Can’t Resize or Move an App? Here’s How to Force It
Update your Display drivers to move and resize apps
- The ability to move and resize your apps makes it easier to organize your desktop whenever you want.
- If you can't move things around, there could be a bug in your system, and you should perform a virus scan.
In Windows 11, moving or resizing an app is as easy as dragging it on your desktop. You may be looking to space out or make your app icons more compact on your desktop but are stuck.
While this may seem like a normal function, some users have found themselves unable to do either. If you’re in the same predicament, we have some solutions below to help you regain this functionality.
Why can’t I resize or move an app in Windows?
If you are using a PC and it is not possible to move or resize an app, here are some possible reasons:
- Multiple versions of the application – If you have more than one version of an app, there may be incompatibility issues between them.
- Buggy update – A recent Windows update may have brought about this change. Some updates may come coupled with some bugs.
- Corrupt user profile – If the integrity of your user profile has been compromised, modifying anything on your PC can be extra hard.
- Virus/malware – If a malicious code has found itself on your PC, it may be interfering with how some programs behave, and that’s why you can’t move or resize an app.
- Outdated drivers – Drivers are essential for the proper functioning of your system. If your PC is missing some drivers or they are outdated, there may be a disconnect when you try to perform some actions.
How do I force an app to resize or move?
A few basic tweaks that could help resolve the problem include:
- Ensure all your drivers are up-to-date.
- Disable or uninstall any third-party software that you may have recently installed on your computer.
- Try switching profiles to establish if yours is corrupt. You can create a new one if you don’t already have one.
- Check for any Windows updates and install them.
- Check for any disk errors using the CHKDSK command.
- Turn off your computer and unplug it from the wall. Then plug it in again and restart it.
1. Run a virus scan
- Press the Windows key, search Windows Security and click Open.
- Select Virus & threat protection.
- Next, press Quick scan under Current threats.
- If you don’t find any threats, proceed to perform a full scan by clicking on Scan options just below Quick scan.
- Click on Full scan then hit Scan now to perform a deep scan of your PC.
- Wait for the process to finish and restart your system.
Also, if you have a third-party antivirus for your Windows 11, running a scan may help detect issues that Windows Security may have missed.
2. Run the DISM and SFC scans
- Hit the Windows key, type cmd in the search bar and click Run as administrator.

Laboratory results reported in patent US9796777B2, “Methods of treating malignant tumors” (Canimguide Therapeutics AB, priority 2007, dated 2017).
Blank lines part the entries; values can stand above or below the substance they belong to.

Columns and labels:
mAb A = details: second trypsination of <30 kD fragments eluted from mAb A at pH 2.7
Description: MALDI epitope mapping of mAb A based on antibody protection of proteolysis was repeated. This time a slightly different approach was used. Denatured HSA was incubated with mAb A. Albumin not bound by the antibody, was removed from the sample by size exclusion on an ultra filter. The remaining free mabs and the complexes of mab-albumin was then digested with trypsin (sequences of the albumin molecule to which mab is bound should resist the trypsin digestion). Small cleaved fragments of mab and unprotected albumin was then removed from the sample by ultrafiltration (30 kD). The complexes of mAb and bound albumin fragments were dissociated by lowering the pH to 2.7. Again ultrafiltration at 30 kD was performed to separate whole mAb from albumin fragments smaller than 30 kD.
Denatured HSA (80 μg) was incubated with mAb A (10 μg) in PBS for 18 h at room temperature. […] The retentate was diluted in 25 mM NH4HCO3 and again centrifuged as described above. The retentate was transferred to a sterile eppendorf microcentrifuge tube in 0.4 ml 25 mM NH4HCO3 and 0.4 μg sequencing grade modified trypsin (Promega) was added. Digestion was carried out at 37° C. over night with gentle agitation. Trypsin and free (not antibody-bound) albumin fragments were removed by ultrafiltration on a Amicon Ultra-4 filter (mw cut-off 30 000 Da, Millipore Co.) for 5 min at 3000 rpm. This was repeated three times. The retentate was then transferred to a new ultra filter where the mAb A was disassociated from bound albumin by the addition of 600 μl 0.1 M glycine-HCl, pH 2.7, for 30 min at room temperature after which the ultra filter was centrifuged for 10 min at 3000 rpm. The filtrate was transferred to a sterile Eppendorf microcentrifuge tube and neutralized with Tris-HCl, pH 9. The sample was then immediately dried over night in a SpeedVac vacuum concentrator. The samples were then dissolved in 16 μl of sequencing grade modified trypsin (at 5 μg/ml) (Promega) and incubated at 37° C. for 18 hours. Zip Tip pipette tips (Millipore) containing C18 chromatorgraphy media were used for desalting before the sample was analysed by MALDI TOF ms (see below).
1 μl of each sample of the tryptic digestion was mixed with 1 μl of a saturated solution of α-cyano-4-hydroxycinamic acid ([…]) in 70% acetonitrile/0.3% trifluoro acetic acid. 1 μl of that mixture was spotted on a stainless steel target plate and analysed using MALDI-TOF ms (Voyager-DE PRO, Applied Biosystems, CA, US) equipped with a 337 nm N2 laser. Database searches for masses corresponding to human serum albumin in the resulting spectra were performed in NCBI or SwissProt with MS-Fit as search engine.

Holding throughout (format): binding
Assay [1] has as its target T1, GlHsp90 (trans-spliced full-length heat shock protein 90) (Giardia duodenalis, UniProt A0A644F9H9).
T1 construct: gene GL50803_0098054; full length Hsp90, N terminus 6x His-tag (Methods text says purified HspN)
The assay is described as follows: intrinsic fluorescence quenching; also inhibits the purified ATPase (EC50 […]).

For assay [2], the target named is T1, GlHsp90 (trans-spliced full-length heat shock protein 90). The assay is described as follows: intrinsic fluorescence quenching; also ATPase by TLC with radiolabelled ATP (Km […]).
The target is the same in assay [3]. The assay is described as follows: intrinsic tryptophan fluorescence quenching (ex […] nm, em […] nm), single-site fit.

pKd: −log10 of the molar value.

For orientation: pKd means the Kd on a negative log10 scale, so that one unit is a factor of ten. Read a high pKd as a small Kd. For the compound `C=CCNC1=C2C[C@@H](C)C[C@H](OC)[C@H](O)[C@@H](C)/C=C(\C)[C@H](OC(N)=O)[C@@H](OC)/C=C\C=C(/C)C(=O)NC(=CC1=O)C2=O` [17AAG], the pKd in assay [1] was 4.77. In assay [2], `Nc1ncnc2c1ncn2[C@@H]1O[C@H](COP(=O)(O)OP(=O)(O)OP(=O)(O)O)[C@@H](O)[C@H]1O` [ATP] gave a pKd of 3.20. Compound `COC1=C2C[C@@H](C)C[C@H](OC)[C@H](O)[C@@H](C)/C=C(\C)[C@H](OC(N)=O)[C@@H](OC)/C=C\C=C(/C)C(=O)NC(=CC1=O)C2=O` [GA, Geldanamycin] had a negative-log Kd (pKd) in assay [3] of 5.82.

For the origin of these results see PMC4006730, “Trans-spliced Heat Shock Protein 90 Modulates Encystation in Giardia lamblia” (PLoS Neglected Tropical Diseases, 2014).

- Type the following commands and press Enter after each one:
DISM.exe /Online /Cleanup-Image /Restorehealth
3. Uninstall recent Windows updates
- Hit the Start Menu and select Settings.
- Click on Windows Update and select Update history on the right pane.
- Scroll down and under Related settings, click on Uninstall updates.
- This will take you to the most recent installed updates.
- Select the topmost update and click on Uninstall.
- Restart your PC and check if the problem persists.
4. Perform a clean boot
- Hit the Start Menu icon, type msconfig, and open System Configuration.
- Switch to the Services tab.
- Select Hide all Microsoft services, click on the Disable all button then hit the Apply button to save the changes.
- Go back and click on the Startup tab.
- Select Open Task Manager.
- In the Startup tab of the Task Manager, Disable all the Enabled startup items.
- Close Task Manager and Restart your PC.
5. Perform a System Restore
- Click the Search icon, type create restore point and click Open.
- Select the drive you wish to enable system restore for and click on Configure.
- Now select Turn on system protection. Set the Max Usage value and click on Apply and OK to save changes.
- Go back and repeat step 1.
- When the System Properties window opens, click on Create.
- Enter the desired name for the restore point and then click the Create button.
- Wait while Windows creates the restore point.
- Press the Windows + R keys, type rstui and hit Enter.
- Select the restore point you wish to revert to and click on Next.
- Now click on Finish.
Some PC issues are hard to tackle, especially when it comes to corrupted repositories or missing Windows files. If you are having troubles fixing an error, your system may be partially broken.
We recommend installing Restoro, a tool that will scan your machine and identify what the fault is.
Click here to download and start repairing.
A quicker and more efficient way of performing a System Restore is a third-party tool like Restoro, as it can automatically restore files from system malfunctions after running an in-depth scan to detect them in the first place.
If you’ve tried all these solutions but still can’t get your apps to resize or move, we recommend resetting your PC. This can help you establish whether there were any problems with installing your copy of Windows.
We also have an exciting article that can help you change your icon spacing if the default spacing is not ideal.
You can also change the Taskbar size if it is too small for you using our guided article.
Let us know which solution has solved this issue in the comment section below.
Still having issues? Fix them with this tool:
If the advices above haven't solved your issue, your PC may experience deeper Windows problems. We recommend downloading this PC Repair tool (rated Great on TrustPilot.com) to easily address them. After installation, simply click the Start Scan button and then press on Repair All.